This is, from Vitoria they will have a new HSL line until St. Sebastian and be able to continue in the classic line till the border.
There will be dual gauge between San Sebastian and Irun (under 3 kV DC, so I doubt any TGV will enter Spain on the Atlantic side until at least the San Sebastian-Irun HSL gets built -and that could take a VERY LONG time).

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Originally Posted by Robi_damian View Post
But then trains would change gauges 4 times? At Venta de Baños or Palencia than before Vitoria than after San Sebastian and then again at Hendaye?
No. They wouldn't change gauge at all. They would only change tension.
They'd do Madrid to Burgos on the HSL, then classic line to Vitoria on dual gauge, then HSL to San Sebastian, then dual gauge from there to Hendaye.
Personally I'd prefer gauge changers over dual gauge.
Dual gauge sometimes poses technical issues in terms of exploitation, and speeds are not necessarily higher.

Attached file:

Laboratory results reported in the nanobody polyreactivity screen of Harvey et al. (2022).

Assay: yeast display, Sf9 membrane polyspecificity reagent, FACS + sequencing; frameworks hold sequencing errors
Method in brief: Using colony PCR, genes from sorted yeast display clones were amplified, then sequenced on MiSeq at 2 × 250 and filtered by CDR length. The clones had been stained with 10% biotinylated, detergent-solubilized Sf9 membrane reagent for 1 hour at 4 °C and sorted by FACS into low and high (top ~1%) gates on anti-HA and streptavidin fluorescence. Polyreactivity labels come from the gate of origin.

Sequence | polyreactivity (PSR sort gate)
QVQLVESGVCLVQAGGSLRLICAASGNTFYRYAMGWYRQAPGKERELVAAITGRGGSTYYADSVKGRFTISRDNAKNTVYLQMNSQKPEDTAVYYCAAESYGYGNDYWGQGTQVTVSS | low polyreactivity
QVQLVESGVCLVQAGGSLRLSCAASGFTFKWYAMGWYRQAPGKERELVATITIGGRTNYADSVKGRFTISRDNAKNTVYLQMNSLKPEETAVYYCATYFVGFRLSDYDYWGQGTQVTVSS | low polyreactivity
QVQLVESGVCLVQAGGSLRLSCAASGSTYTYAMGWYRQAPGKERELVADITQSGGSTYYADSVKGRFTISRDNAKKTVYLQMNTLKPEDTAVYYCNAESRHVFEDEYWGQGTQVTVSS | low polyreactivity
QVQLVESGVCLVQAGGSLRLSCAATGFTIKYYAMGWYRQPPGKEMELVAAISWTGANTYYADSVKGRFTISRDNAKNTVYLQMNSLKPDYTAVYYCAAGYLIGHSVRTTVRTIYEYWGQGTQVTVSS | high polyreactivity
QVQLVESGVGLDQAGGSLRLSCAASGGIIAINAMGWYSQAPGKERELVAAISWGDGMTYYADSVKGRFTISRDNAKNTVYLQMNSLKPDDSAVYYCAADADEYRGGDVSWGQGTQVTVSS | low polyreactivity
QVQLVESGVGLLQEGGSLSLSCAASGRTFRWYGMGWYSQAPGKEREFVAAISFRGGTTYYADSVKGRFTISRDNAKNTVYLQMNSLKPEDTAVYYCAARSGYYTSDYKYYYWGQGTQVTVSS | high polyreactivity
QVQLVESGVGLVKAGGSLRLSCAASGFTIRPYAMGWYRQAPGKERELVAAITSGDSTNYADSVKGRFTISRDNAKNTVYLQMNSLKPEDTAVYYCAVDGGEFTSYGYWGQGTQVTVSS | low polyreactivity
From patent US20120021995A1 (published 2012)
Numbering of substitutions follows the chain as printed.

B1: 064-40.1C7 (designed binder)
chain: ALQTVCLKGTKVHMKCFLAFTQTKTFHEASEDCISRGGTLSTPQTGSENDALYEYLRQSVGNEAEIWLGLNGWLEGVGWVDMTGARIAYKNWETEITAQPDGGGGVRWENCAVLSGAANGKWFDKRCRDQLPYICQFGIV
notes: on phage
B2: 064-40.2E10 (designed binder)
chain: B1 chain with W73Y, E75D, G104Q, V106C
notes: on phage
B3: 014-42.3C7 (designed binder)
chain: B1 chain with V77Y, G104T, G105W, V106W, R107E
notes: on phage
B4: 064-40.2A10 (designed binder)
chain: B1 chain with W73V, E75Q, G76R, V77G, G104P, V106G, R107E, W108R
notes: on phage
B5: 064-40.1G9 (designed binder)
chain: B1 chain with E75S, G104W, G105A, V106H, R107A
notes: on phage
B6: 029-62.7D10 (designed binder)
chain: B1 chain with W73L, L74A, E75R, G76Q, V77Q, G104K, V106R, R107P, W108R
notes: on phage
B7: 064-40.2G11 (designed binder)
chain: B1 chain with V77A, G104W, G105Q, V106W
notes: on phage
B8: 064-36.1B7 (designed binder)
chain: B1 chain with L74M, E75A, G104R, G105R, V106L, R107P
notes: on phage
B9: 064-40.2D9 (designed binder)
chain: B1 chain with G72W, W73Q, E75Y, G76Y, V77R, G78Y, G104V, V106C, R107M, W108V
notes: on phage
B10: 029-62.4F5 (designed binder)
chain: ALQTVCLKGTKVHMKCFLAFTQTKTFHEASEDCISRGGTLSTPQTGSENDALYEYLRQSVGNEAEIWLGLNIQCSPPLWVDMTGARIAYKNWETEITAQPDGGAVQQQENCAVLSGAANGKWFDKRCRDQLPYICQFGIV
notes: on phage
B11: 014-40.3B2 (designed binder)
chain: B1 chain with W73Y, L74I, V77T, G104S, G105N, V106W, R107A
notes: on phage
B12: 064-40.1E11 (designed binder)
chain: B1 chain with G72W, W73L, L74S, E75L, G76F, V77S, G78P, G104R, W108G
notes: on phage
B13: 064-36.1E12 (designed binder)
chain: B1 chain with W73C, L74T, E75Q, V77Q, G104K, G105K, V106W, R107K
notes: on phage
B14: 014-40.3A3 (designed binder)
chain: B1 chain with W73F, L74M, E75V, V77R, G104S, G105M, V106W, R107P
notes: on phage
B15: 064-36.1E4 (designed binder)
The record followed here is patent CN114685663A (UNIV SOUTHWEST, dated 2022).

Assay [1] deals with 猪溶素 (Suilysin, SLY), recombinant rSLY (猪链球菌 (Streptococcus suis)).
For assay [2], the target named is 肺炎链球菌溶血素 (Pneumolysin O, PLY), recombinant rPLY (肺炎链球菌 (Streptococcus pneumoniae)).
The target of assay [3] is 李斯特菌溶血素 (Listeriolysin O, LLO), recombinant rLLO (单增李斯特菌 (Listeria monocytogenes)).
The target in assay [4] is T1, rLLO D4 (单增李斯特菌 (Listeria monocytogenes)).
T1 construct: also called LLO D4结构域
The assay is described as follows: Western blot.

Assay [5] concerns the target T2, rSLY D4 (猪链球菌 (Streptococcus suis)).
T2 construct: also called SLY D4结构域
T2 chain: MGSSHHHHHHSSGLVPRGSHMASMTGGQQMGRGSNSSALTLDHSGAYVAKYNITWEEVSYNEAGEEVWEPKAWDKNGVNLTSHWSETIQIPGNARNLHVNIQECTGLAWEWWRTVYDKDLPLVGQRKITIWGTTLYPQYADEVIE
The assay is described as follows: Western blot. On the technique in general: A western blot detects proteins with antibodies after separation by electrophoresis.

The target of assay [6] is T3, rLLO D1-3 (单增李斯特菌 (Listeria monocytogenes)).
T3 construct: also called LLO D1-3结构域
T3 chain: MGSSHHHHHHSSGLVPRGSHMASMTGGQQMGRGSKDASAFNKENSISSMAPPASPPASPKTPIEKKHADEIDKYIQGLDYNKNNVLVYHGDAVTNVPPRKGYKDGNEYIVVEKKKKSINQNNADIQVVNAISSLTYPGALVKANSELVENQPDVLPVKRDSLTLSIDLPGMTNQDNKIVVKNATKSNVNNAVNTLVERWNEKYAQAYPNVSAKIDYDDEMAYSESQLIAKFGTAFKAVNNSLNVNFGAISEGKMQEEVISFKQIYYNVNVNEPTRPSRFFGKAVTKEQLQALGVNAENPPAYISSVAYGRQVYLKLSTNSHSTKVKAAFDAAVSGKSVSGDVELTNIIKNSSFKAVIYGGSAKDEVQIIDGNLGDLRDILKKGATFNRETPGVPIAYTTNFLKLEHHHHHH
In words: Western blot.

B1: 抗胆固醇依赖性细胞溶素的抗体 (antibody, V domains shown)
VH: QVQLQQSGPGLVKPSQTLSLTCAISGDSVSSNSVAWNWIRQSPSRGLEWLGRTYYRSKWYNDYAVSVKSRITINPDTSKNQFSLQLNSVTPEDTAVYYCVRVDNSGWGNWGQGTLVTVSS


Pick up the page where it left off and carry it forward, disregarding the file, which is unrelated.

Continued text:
While gauge changers, while more expensive, increase travel time, but they pose less technical issues (that is, not counting when they fail).

It's either one or the other, otherwise there's no other way to overcome the gauge problem without a massive multi-dozen-billion euro gauge change plan.

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Originally Posted by alserrod View Post
No change between St. Sebastian and Hendaye would be required.
But it would involve a change of tension. San Sebastian-Irun is under 3 kV DC, while the HSL is under 25 kV AC... and from Hendaye to Dax it's 1,5 kV DC.
Between Irun and Hendaye you can choose between 3 kV DC and 1,5 kV DC, since you can travel under both tensions.

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Originally Posted by alserrod View Post
They are trying to look for best solution between Burgos and Vitoria
Dual gauge, it seems. That will be a problem, travel time will take longer than expected. Many people believe that they should have built the difficult parts (Burgos-Vitoria, Basque Y, Madrid-Valladolid), and just upgrade the classic line on the easy parts (Valladolid-Burgos). But now the deed is done, and only building another section of HSL between Burgos and Vitoria could further improve the travel time (I'm obviously not counting the benefit of the Basque Y, which will be huge, but if both the Basque Y and the Burgos-Vitoria HSL were built, the benefit would be even bigger).